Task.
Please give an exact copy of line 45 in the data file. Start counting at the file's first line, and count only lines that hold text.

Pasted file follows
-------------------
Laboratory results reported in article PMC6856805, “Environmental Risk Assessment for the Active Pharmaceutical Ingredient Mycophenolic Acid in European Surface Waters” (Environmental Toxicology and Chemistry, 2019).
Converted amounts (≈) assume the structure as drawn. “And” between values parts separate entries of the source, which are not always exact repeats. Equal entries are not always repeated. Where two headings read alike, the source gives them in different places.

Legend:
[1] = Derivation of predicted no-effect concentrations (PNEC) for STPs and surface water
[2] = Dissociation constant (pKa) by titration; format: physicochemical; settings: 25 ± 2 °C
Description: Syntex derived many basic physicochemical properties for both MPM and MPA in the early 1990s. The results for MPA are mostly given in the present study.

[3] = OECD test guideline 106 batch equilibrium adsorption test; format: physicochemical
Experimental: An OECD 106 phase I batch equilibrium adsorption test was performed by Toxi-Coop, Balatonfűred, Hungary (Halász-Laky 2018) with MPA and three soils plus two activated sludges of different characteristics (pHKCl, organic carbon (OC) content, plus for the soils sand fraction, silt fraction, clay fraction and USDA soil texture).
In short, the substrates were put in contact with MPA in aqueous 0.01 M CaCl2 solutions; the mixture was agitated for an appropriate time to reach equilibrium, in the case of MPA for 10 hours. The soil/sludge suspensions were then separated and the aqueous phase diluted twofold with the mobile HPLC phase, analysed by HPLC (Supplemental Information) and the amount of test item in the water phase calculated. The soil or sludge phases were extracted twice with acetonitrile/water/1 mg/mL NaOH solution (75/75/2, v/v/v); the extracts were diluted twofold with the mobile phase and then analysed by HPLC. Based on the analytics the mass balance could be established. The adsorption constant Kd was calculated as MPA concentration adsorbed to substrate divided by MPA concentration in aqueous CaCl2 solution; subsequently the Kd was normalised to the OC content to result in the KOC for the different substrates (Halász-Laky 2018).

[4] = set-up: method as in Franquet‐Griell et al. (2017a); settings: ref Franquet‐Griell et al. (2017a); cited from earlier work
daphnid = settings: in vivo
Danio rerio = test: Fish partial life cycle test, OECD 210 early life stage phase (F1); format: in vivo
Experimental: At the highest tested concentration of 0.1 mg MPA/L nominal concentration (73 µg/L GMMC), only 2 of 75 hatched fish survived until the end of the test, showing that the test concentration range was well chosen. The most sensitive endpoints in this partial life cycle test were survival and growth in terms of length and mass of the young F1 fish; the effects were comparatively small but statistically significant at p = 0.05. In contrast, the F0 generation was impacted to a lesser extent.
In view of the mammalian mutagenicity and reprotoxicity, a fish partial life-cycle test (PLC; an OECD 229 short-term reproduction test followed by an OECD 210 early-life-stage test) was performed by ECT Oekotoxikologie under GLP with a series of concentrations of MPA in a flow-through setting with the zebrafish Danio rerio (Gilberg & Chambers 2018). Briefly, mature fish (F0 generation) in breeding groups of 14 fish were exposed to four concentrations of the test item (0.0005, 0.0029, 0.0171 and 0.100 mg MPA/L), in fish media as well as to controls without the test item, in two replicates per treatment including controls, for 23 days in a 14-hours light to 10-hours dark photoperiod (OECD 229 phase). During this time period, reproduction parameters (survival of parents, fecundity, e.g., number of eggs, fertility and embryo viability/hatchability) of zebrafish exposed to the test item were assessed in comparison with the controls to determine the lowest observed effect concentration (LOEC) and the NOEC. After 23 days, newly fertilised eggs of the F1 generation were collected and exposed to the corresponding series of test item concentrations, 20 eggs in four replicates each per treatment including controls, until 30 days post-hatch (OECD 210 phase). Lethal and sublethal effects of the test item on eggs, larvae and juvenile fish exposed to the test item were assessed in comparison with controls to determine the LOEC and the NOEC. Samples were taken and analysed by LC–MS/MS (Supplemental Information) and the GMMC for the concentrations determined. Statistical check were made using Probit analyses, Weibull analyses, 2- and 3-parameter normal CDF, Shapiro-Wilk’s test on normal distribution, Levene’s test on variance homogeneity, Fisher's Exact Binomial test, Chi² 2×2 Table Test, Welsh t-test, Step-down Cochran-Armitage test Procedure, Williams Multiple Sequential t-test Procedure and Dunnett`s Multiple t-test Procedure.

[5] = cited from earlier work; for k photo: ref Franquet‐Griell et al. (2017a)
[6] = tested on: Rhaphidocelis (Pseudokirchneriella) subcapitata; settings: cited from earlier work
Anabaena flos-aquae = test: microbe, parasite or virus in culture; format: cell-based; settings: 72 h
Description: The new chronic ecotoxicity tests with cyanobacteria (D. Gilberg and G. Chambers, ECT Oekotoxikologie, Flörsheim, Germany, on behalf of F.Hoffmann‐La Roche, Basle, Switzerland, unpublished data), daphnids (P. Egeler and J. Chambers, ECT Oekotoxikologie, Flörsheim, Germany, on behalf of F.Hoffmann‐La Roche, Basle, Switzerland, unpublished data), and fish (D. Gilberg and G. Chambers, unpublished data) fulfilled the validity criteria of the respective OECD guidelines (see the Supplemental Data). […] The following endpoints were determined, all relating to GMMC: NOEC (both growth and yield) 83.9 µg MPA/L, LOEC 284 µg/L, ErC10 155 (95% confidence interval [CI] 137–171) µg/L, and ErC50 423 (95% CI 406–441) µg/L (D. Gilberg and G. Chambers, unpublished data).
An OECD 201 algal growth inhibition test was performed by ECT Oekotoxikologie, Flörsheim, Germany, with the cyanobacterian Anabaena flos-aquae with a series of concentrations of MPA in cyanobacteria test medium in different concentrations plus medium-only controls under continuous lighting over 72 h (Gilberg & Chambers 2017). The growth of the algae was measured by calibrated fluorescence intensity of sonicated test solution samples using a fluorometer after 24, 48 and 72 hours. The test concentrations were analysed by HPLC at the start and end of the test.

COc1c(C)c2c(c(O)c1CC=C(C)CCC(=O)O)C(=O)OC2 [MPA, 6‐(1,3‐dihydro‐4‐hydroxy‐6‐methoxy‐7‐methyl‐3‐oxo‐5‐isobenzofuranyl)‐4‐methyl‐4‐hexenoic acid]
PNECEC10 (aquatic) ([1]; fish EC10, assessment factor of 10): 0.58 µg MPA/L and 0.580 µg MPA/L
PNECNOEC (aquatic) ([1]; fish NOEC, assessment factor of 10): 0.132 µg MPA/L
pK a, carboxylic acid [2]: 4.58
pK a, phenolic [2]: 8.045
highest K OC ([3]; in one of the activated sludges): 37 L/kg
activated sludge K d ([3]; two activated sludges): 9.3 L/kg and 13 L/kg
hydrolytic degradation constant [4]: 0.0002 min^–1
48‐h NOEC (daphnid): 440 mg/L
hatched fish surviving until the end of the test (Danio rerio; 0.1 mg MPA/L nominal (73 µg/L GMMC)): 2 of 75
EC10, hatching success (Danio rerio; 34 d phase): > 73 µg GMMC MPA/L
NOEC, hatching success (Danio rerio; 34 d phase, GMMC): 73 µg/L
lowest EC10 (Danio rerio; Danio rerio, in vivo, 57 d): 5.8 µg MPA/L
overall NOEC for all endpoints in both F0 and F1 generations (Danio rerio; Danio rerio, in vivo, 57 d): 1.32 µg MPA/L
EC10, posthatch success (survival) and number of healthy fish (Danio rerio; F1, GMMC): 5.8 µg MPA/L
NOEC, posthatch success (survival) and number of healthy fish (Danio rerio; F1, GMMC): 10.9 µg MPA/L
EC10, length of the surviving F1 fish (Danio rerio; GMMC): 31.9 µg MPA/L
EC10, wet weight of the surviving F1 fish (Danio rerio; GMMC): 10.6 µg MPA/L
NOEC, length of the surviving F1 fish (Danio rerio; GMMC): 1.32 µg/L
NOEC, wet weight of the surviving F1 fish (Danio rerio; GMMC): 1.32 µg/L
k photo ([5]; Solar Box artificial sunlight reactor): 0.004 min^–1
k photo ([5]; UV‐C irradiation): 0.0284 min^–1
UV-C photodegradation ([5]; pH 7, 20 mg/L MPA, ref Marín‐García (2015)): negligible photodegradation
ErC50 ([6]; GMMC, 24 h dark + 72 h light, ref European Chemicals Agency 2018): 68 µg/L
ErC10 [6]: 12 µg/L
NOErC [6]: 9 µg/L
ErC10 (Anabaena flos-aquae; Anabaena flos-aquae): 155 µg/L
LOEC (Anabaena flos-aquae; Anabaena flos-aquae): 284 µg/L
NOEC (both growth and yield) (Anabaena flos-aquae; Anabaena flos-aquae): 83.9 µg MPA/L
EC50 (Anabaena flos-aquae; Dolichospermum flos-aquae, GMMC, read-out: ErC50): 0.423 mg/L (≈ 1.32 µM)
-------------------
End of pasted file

NOErC [6]: 9 µg/L